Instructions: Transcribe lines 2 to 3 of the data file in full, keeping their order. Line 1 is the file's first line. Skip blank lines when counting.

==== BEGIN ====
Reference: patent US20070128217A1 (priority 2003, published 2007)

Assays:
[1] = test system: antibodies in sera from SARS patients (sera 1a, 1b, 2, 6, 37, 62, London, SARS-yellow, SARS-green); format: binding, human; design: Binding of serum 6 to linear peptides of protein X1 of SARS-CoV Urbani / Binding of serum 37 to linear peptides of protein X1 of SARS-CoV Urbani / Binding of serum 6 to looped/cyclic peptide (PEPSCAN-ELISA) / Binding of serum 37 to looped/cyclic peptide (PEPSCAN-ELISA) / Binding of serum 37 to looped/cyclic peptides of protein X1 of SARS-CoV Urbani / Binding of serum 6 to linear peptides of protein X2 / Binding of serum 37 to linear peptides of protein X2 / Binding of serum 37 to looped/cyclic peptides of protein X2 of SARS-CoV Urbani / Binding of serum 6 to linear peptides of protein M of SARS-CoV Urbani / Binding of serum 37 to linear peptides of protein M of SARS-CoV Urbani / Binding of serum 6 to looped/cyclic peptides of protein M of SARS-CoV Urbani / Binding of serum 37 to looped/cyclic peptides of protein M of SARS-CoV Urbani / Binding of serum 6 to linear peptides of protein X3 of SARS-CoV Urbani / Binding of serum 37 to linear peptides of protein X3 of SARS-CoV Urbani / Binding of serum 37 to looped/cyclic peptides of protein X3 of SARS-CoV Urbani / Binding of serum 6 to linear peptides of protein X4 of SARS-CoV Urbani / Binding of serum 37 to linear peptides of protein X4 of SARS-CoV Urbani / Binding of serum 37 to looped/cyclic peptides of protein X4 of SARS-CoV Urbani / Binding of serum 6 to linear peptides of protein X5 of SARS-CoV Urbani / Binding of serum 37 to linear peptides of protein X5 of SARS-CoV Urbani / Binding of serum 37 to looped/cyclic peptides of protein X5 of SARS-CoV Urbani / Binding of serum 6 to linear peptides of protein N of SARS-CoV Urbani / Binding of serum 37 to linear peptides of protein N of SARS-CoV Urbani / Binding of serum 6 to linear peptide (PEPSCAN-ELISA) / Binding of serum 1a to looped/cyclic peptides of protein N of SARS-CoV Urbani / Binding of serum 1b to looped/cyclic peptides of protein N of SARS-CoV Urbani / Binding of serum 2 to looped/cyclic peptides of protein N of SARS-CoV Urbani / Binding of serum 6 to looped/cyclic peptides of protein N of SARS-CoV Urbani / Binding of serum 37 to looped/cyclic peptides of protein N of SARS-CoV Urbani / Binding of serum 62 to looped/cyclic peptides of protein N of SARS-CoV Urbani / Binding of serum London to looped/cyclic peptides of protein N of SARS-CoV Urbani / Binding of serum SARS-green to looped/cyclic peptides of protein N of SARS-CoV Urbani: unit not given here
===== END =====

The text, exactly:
Assays:
[1] = test system: antibodies in sera from SARS patients (sera 1a, 1b, 2, 6, 37, 62, London, SARS-yellow, SARS-green); format: binding, human; design: Binding of serum 6 to linear peptides of protein X1 of SARS-CoV Urbani / Binding of serum 37 to linear peptides of protein X1 of SARS-CoV Urbani / Binding of serum 6 to looped/cyclic peptide (PEPSCAN-ELISA) / Binding of serum 37 to looped/cyclic peptide (PEPSCAN-ELISA) / Binding of serum 37 to looped/cyclic peptides of protein X1 of SARS-CoV Urbani / Binding of serum 6 to linear peptides of protein X2 / Binding of serum 37 to linear peptides of protein X2 / Binding of serum 37 to looped/cyclic peptides of protein X2 of SARS-CoV Urbani / Binding of serum 6 to linear peptides of protein M of SARS-CoV Urbani / Binding of serum 37 to linear peptides of protein M of SARS-CoV Urbani / Binding of serum 6 to looped/cyclic peptides of protein M of SARS-CoV Urbani / Binding of serum 37 to looped/cyclic peptides of protein M of SARS-CoV Urbani / Binding of serum 6 to linear peptides of protein X3 of SARS-CoV Urbani / Binding of serum 37 to linear peptides of protein X3 of SARS-CoV Urbani / Binding of serum 37 to looped/cyclic peptides of protein X3 of SARS-CoV Urbani / Binding of serum 6 to linear peptides of protein X4 of SARS-CoV Urbani / Binding of serum 37 to linear peptides of protein X4 of SARS-CoV Urbani / Binding of serum 37 to looped/cyclic peptides of protein X4 of SARS-CoV Urbani / Binding of serum 6 to linear peptides of protein X5 of SARS-CoV Urbani / Binding of serum 37 to linear peptides of protein X5 of SARS-CoV Urbani / Binding of serum 37 to looped/cyclic peptides of protein X5 of SARS-CoV Urbani / Binding of serum 6 to linear peptides of protein N of SARS-CoV Urbani / Binding of serum 37 to linear peptides of protein N of SARS-CoV Urbani / Binding of serum 6 to linear peptide (PEPSCAN-ELISA) / Binding of serum 1a to looped/cyclic peptides of protein N of SARS-CoV Urbani / Binding of serum 1b to looped/cyclic peptides of protein N of SARS-CoV Urbani / Binding of serum 2 to looped/cyclic peptides of protein N of SARS-CoV Urbani / Binding of serum 6 to looped/cyclic peptides of protein N of SARS-CoV Urbani / Binding of serum 37 to looped/cyclic peptides of protein N of SARS-CoV Urbani / Binding of serum 62 to looped/cyclic peptides of protein N of SARS-CoV Urbani / Binding of serum London to looped/cyclic peptides of protein N of SARS-CoV Urbani / Binding of serum SARS-green to looped/cyclic peptides of protein N of SARS-CoV Urbani: unit not given here